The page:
Reuters reporter Emma Graham-Harrison has a very revealing article about her hyper-managed trip to Tibet, dealing with a tour where certain impressions were forced on her by Chinese government minders.
“It’s amazing. The day before you arrived, Lhasa became suddenly peaceful again,” quipped one taxi driver.
When we were taken to a provincial town, police lined many of the villages along our route, their backs to the road so they could keep a close eye on clusters of locals. Officials would not explain why they were there.
The message Beijing seemed keen to convey was that Tibet was stable and prospering. Yet the careful attempts at managing our perceptions served only to create the opposite impression.
The watchful police, disappearing soldiers, sequestered monks, and days packed with irrelevant visits left me convinced that China thinks Tibet is dangerously volatile, and worries about both its grip on the place and international opinion.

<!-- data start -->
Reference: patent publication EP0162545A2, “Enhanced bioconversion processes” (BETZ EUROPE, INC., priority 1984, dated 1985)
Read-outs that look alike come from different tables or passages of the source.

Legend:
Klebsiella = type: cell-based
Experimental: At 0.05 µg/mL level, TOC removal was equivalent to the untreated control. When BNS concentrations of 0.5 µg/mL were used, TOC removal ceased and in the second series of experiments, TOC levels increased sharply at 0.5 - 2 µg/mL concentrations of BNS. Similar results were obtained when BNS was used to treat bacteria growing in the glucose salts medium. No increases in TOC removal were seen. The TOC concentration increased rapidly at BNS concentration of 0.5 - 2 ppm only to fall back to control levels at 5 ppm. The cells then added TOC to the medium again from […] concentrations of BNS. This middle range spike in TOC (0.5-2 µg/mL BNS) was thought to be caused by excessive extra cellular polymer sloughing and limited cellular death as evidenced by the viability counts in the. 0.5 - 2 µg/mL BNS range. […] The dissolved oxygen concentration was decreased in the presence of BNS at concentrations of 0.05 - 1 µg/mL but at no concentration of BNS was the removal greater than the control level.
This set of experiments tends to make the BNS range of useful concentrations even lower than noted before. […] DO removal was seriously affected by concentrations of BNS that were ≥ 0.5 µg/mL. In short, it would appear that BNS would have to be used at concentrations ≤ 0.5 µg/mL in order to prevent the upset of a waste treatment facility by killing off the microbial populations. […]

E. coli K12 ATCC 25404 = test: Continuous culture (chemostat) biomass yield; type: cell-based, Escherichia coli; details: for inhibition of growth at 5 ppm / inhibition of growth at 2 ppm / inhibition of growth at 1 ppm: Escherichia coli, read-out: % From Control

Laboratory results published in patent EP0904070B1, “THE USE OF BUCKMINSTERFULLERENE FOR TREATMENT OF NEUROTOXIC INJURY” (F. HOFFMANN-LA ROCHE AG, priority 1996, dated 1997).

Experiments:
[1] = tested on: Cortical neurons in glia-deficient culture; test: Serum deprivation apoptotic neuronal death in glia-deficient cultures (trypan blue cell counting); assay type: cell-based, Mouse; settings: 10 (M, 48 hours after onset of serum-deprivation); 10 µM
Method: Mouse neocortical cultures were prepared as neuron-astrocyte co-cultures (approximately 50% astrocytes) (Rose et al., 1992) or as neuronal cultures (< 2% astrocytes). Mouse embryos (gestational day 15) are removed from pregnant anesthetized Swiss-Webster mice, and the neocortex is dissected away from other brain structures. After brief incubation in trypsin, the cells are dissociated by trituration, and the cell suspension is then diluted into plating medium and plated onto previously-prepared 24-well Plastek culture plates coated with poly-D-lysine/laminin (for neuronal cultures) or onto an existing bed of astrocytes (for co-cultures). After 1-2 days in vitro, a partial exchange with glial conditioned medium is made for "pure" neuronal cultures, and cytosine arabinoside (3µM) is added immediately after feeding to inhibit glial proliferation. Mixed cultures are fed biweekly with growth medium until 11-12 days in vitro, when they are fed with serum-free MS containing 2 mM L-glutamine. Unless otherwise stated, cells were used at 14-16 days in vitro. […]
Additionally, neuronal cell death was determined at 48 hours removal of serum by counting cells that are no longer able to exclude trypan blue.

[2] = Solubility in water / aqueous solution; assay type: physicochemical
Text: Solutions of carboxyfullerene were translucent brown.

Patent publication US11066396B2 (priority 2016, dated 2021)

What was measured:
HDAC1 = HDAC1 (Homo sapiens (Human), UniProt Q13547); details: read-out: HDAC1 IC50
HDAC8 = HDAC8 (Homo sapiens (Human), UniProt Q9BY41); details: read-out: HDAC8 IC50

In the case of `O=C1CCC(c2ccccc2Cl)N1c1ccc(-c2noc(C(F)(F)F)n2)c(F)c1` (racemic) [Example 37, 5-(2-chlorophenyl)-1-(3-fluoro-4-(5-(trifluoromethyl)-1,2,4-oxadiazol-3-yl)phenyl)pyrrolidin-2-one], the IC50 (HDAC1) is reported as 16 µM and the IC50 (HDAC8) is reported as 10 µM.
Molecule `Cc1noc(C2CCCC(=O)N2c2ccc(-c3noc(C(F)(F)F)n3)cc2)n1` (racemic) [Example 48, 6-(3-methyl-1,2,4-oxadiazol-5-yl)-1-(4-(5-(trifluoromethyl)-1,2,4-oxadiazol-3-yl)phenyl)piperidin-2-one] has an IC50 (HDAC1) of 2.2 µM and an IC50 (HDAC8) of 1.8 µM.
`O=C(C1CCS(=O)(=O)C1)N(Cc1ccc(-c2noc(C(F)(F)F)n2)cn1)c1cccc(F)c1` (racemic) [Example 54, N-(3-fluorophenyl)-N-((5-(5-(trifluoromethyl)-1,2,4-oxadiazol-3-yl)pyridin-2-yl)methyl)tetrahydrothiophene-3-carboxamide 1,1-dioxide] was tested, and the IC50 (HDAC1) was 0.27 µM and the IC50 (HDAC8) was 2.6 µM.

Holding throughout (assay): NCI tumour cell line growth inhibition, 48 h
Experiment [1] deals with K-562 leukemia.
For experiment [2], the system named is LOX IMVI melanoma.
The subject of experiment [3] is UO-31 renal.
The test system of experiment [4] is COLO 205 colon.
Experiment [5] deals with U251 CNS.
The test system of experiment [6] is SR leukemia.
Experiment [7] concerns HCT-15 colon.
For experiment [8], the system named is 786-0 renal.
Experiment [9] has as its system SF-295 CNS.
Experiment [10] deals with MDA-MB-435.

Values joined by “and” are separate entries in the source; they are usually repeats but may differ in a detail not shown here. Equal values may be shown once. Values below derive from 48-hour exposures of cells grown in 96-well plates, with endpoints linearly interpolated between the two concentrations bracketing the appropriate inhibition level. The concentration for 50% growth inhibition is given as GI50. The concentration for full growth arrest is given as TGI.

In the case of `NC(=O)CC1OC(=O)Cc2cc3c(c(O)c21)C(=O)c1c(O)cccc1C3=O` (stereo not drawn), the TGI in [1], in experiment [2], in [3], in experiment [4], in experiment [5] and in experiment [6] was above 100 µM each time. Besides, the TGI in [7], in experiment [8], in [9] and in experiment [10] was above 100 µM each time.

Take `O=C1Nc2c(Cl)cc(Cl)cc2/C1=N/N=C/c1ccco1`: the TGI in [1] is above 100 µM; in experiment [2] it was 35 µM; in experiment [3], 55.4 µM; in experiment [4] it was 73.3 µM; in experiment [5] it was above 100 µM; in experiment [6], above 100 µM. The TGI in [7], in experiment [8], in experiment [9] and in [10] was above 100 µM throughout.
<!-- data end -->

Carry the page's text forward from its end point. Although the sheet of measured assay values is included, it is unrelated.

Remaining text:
The one thing I am still unsure about, despite my best efforts, is the opinions of ordinary Tibetans outside the government apparatus that showed us around.
Beyond a raised eyebrow or an unhappy grimace, none wanted to open up.
“It’s difficult here. We don’t dare talk” was the best I could get.
This is a different style of censorship than what we regularly see inside Tibet, but something that is familiar for foreign reporters. After last year’s national uprising, China did a couple of hyper-supervised media junkets. At that time a group of monks effectively crashed the party and spent time pouring their hearts out to the journalists, telling them about the crackdown and their desires for rights and freedom and the return of the Dalai Lama. Obviously that didn’t happen again for Graham-Harrison, but as she says, the supervision of the junket shows disorder, not order, in Tibet.